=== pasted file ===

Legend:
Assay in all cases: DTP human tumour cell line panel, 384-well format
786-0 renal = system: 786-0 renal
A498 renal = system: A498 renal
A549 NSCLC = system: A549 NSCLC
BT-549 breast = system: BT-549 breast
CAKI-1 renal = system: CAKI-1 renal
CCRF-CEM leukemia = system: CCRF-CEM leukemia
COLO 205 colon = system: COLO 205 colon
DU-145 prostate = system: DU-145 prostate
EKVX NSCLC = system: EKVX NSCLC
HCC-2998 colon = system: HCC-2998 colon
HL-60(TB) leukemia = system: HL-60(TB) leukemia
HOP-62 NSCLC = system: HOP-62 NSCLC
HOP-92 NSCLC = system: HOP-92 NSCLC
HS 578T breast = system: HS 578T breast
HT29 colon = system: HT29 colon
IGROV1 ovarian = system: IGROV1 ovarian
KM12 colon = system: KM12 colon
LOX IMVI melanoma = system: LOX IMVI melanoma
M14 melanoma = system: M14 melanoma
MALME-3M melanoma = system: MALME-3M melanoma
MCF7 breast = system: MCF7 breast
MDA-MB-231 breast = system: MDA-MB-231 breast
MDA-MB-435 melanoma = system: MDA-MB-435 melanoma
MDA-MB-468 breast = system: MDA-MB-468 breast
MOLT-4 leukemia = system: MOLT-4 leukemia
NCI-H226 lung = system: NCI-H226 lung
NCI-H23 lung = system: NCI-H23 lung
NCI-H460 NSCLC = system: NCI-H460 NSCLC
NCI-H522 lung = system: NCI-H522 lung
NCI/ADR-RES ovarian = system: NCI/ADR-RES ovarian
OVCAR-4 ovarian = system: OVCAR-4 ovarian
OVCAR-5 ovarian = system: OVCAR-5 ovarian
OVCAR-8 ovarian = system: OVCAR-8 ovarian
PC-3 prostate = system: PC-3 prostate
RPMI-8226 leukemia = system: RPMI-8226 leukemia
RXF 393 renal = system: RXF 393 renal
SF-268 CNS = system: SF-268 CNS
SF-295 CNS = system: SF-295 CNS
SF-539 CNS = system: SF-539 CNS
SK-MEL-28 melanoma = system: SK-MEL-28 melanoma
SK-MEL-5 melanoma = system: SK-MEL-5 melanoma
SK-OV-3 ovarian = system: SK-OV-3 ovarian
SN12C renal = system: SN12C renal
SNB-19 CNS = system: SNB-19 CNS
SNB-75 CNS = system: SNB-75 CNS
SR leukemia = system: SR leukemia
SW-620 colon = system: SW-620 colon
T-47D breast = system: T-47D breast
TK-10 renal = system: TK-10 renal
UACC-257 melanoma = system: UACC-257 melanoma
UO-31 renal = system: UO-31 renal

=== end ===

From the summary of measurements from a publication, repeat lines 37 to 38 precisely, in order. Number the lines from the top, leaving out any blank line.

RPMI-8226 leukemia = system: RPMI-8226 leukemia
RXF 393 renal = system: RXF 393 renal